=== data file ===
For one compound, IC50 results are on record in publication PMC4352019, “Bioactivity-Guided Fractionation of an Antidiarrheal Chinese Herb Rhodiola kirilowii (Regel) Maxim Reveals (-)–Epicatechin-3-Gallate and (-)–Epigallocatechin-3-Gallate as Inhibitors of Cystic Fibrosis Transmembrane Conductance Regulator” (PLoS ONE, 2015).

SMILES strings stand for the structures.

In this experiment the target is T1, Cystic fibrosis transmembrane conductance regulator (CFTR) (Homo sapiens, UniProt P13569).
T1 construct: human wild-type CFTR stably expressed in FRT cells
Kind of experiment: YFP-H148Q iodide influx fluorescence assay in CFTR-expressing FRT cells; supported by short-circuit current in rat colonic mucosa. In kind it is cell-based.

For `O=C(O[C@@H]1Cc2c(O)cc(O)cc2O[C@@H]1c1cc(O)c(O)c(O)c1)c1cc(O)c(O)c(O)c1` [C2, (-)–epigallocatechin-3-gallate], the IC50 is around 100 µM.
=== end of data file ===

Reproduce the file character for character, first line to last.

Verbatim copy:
For one compound, IC50 results are on record in publication PMC4352019, “Bioactivity-Guided Fractionation of an Antidiarrheal Chinese Herb Rhodiola kirilowii (Regel) Maxim Reveals (-)–Epicatechin-3-Gallate and (-)–Epigallocatechin-3-Gallate as Inhibitors of Cystic Fibrosis Transmembrane Conductance Regulator” (PLoS ONE, 2015).

SMILES strings stand for the structures.

In this experiment the target is T1, Cystic fibrosis transmembrane conductance regulator (CFTR) (Homo sapiens, UniProt P13569).
T1 construct: human wild-type CFTR stably expressed in FRT cells
Kind of experiment: YFP-H148Q iodide influx fluorescence assay in CFTR-expressing FRT cells; supported by short-circuit current in rat colonic mucosa. In kind it is cell-based.

For `O=C(O[C@@H]1Cc2c(O)cc(O)cc2O[C@@H]1c1cc(O)c(O)c(O)c1)c1cc(O)c(O)c(O)c1` [C2, (-)–epigallocatechin-3-gallate], the IC50 is around 100 µM.